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Green Homes

Production Platinum Homes

Windows working well. Because of the scale and layout of the Villa Trieste community, solar orientation wasn't specifically addressed when designing the homes. Still, the simple open plans let in plenty of light. They also make what might be considered a modest size home feel very spacious.
Image Credit: Dan Morrison
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Saving space and water. The Villa Trieste homes are set relatively close to the street, keeping yards small and the community on a walkable scale. Much of the landscape is covered with drought-tolerant plants or permeable paving.
Image Credit: Pulte Homes
Low-profile PV. Each home has a 1.76kW array of photovoltaic roof tiles. Though the tiles are darker in color, their low profile, the flat terrain, and the shallow-pitch roofs make them virtually invisible from the ground.
Image Credit: Pulte Homes
Living outside the box. Trees, roof overhangs, and garden walls define each home's patio, creating an inviting outdoor space.
Image Credit: Pulte Homes
Seeing is believing. This "Quality Construction Room," found in all Pulte model homes, lets buyers see and feel what they're getting in terms of energy efficiency and durability. Insulated ducts and roofs should add up to increased comfort, but the thermometers are the proof.
Image Credit: Pulte Homes
Simple details done well. Good choices like insulating the roof plane and carefully locating interior ducts have a lot to do with the efficiency of these LEED Platinum homes. 1.76 kW PV systems help take some pressure off of the maxed out Las Vegas power grid.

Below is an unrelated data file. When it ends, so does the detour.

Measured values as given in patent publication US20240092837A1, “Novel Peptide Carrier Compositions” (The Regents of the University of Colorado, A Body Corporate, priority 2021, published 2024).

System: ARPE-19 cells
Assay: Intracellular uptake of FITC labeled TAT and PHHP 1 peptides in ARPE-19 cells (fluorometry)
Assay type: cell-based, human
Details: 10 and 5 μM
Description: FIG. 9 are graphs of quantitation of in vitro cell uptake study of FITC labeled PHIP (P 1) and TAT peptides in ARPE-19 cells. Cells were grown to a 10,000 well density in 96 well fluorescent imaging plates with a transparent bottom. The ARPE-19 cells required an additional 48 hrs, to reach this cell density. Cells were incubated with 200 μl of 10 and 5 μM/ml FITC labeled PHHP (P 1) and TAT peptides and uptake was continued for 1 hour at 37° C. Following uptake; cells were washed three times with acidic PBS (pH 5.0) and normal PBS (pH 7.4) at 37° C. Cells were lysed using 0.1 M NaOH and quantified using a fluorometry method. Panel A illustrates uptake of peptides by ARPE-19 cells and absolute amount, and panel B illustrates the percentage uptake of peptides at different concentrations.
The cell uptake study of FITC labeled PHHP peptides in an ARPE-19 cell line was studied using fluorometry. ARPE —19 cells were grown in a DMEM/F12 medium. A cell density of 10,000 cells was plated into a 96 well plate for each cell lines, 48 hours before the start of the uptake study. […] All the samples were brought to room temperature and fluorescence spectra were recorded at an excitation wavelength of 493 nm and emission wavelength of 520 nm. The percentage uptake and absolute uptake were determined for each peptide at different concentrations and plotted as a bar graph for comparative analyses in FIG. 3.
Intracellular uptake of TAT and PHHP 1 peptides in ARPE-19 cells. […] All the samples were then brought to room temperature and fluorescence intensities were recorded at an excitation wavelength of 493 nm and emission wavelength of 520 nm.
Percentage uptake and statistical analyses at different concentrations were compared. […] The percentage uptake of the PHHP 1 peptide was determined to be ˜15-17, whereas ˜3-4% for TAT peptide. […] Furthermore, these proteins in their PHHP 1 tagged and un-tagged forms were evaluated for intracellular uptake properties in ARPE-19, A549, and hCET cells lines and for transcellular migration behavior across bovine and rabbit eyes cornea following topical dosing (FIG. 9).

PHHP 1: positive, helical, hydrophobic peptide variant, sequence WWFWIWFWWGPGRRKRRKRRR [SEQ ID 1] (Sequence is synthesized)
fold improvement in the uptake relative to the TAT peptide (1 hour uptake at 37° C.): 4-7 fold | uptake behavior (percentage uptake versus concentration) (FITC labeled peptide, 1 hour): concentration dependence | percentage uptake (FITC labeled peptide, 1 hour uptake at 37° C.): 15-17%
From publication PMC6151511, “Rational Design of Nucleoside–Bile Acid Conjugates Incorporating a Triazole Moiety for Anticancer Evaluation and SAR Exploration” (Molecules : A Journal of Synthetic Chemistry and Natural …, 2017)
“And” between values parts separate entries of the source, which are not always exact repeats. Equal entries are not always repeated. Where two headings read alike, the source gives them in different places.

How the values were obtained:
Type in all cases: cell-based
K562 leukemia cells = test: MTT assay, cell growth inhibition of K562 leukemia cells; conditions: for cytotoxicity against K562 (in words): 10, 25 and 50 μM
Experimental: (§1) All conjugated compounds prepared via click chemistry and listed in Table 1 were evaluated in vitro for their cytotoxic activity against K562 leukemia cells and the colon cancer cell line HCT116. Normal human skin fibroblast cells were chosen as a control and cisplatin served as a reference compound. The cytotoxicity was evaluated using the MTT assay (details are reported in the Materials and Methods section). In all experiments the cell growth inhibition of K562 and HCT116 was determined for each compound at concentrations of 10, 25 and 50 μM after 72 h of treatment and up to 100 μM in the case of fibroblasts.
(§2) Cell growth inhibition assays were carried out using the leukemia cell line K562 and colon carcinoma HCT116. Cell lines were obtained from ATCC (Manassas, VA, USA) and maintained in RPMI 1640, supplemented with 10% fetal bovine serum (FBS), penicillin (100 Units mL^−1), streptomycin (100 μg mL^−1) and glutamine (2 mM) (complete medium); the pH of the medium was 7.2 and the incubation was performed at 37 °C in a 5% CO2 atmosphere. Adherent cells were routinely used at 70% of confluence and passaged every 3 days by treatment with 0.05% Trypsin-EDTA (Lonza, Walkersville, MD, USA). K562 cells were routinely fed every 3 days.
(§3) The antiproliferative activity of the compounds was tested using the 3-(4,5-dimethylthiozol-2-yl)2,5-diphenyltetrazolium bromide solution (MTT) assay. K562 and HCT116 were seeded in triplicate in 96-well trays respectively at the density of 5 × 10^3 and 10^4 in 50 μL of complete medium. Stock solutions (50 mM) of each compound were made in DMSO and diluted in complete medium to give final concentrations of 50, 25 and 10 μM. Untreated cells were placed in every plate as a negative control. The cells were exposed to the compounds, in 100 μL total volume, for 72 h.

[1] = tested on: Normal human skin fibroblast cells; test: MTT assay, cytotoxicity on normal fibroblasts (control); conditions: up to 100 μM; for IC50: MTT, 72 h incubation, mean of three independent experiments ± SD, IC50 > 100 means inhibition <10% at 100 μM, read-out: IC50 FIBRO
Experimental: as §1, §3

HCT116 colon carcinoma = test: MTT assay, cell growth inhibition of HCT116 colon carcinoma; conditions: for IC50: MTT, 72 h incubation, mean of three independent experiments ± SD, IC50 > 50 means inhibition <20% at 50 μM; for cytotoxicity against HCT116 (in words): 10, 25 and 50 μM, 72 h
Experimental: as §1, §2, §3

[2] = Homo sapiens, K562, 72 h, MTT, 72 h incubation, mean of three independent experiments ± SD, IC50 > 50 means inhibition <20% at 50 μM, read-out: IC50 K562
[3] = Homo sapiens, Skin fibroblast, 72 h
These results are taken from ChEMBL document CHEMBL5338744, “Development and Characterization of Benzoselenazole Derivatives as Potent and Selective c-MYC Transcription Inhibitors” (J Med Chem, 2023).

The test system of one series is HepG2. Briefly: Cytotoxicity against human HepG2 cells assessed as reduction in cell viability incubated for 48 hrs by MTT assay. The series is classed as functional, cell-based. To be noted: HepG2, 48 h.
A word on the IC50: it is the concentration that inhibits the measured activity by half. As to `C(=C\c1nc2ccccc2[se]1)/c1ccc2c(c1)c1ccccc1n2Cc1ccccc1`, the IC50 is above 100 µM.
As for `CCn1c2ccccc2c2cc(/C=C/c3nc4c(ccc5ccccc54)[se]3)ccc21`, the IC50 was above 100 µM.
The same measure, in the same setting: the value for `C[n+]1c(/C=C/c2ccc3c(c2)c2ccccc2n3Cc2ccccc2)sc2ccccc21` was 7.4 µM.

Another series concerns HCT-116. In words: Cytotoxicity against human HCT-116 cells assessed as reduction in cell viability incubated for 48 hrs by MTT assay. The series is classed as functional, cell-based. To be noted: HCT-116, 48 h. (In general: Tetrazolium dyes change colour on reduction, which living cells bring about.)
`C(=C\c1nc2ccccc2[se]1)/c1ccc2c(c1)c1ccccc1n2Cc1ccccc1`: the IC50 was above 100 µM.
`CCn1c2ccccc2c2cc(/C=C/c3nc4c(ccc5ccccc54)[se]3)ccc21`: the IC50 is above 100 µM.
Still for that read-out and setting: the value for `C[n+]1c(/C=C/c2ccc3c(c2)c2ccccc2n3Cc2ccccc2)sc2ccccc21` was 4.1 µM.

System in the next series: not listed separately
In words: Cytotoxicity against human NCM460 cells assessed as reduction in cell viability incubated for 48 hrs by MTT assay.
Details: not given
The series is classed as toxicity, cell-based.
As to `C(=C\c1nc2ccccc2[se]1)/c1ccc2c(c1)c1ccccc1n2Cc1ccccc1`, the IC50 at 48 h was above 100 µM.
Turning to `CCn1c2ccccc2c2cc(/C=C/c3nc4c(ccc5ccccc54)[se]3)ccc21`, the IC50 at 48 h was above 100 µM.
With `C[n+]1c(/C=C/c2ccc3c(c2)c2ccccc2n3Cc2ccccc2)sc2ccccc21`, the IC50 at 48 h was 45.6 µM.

Image Credit: Rob Wotzak
Accepting offers. The first four homes in Villa Trieste are models for the potentially 181 others to come. Once homes are occupied, The UNLV Center for Energy Research and NV Energy will both be collecting detailed energy use data.

Four Model Homes Plot the Future Production of 185 Green Homes in the Southwest

Villa Trieste is Pulte Homes’ response to a number of things—an overtaxed regional infrastructure; a challenging real estate market; and consumer demand for more durable and energy-efficient homes. For years, Pulte has complied with Environments For Living (EFL), a voluntary green-building program established by Masco Corporation, a for-profit construction conglomerate. But now Pulte is aiming for LEED certification for the 185 homes in this community, both to set the bar higher and to get the word out that it means business when it comes to sustainable construction. So far, Pulte has built four model homes.

Creating and studying energy